🇫🇮 Luke and its partners developed groundbreaking methods for sustainable fish farming by using genomic data

September 19, 2023
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Press release from Luke

Партньори по проекта – BioRES project

As fish consumption is growing in Europe, new methods for sustainable fish farming are needed. Natural Resources Institute Finland (Luke) together with European fish farmers, breeders and feed producers as well as researchers raised selective breeding and fish farming to a new level by linking the effects of fish genome and nutrition. Some of the methods developed in the five-year project have already been taken into use by European companies.

Fish consumption in Europe is growing alongside vegetarianism, and at the same time there is a growing need for fish farmers to meet demand more safely, efficiently and with less environmental impact. Selective breeding of fishes has helped and continues to help to develop fish farming. Breeders select individuals for breeding that have been found to make effective use of feed for growth and remain healthy.

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In addition to selective breeding, sustainable fish farming is promoted by feed developed specifically for certain fish species and certain conditions. However, so far fish feed developers have had only limited information about the changes in fish traits brought about by breeding, even though the trait changes affect nutrition. Feed developers are also challenged by the fact that as fish consumption increases, more fish feed is needed, and therefore new sustainable raw materials must be found.

“Selective breeding and fish feeds have been developed extensively in Europe, but typically in separate projects. Inside Luke, we had the experience of combining these fields of research, and now we did it on a large scale. For the international EU-funded AquaIMPACT project, we gathered challenges of fish farming and experts from 10 companies and 12 research institutes to solve them,” says Antti Kause, principal scientist at Luke, who leads the project.

A groundbreaking leap from family trees to genomes

The five-year project is nearing its end, and Kause says the goals have been met.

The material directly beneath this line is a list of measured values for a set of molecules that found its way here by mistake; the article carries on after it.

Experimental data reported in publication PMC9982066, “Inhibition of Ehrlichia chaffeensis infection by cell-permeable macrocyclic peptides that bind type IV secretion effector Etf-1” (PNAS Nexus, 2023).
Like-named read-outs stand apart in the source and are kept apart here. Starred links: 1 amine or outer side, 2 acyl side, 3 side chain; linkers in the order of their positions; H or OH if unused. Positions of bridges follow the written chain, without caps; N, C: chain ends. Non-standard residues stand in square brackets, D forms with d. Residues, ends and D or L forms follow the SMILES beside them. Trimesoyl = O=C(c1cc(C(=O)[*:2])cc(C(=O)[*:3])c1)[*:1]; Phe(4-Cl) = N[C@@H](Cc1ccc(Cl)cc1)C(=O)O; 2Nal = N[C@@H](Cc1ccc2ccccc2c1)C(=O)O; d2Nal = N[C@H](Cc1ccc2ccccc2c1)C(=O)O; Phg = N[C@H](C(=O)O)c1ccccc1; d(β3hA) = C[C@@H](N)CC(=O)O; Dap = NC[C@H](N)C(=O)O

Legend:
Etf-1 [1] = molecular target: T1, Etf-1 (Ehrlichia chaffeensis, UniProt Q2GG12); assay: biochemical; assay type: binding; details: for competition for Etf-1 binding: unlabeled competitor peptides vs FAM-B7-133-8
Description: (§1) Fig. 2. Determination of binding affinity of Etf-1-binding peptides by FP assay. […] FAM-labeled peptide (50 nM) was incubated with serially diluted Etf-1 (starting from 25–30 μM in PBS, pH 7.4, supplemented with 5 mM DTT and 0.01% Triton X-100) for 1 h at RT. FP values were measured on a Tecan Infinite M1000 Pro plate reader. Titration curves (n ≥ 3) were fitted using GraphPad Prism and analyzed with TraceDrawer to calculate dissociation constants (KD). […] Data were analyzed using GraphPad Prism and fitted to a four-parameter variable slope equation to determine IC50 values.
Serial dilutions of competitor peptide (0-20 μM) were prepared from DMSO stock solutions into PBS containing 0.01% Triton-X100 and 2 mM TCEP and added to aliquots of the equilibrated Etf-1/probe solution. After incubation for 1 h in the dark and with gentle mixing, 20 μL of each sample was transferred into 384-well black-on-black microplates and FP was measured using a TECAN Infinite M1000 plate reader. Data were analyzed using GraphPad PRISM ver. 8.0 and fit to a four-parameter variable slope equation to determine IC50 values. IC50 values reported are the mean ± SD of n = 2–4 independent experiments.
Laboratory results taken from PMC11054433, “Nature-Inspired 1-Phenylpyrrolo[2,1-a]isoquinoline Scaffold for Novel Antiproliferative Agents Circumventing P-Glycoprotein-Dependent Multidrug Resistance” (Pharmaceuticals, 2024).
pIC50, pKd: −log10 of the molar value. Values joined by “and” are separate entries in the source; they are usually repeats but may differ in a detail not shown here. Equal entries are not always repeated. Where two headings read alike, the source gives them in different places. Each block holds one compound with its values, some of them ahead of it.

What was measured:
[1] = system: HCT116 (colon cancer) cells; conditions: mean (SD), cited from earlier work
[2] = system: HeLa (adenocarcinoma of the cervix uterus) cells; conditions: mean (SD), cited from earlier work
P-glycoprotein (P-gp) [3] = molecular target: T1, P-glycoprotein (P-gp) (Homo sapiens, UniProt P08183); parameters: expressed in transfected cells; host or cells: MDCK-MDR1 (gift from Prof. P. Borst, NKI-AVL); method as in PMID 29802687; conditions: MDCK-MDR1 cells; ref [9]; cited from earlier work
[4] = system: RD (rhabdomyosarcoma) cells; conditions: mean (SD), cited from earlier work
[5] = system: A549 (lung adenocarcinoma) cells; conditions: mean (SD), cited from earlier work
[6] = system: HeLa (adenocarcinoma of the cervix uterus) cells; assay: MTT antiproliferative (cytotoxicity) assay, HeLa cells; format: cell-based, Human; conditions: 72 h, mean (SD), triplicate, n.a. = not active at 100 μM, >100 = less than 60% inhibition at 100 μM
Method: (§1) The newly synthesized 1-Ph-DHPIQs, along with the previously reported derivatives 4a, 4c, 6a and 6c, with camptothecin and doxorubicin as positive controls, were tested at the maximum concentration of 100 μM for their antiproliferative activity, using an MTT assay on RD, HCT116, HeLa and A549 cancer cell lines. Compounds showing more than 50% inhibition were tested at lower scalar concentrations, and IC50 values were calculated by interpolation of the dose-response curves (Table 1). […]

“We developed a method based on a mathematical model, which allows feed manufacturers to predict how feed composition will affect, for example, the growth or health of a fish, when its genetic characteristics are known. This is a significant breakthrough in the industry.”

A groundbreaking feature in the AquaIMPACT project was that breeding experts based their selection on the genome of the fish and not, as has been customary, on the family tree. According to Kause, genomic selection is already common in the selective breeding of cattle, pigs, chickens and plants, and thus familiar work at Luke as well.

“We have 25 animal and plant breeders in Luke, who analyze the genomic data from breeding programmes. We also have 40 years of experience in selective breeding of fish and responsibility for the national breeding programme for rainbow trout. This made it natural for us to take responsibility for genetics research and the development of breeding methods in the project.”

Research results for immediate use

The experimental work  was divided among different countries according to, among other things, fish species, which were rainbow trout and Atlantic salmon from cool waters as well as gilthead sea bream and European sea bass from the Mediterranean. For example, researchers at Luke and a Finnish company developed selection methods to improve disease resistance of rainbow trout in their own aquaculture facilities.

“We also showed that selective breeding has yielded results even when the selection has been based on the family tree. We have managed to improve the feed efficiency of rainbow trout by about 18 percent over the past 25 years. This means that breeding has made fish farming more efficient and reduced the nutrient emissions from fish farms into the sea.”

Although the AquaIMPACT project focused on European fish species, according to Kause, the computing and genomic methods developed can be used anywhere. Some of the methods have already been implemented by European companies that participated in the project.

“The absolute strength of the project was that the same people who have participated in the development work get to use the results right away.”

Who’s leading the project?

“Selective breeding used in fish farming is a field where you can have a direct impact on food production, animal welfare, the environment and self-sufficiency. You can really see the impact of your work,” says Antti Kause, an expert in livestock breeding.

Kause calls the latest result of his work the biggest breakthrough he has participate in. The AquaIMPACT project helped shift selective breeding of fish towards genomic selection and linked it to feed production.

As the project leader, Kause knows that the breakthrough could not have happened without the EU’s determined support to international and multidisciplinary research and development projects.

“A large EU project operates at a level where each of the participants can learn a huge amount from other participants and pass it on to other researchers, companies and entire industries.”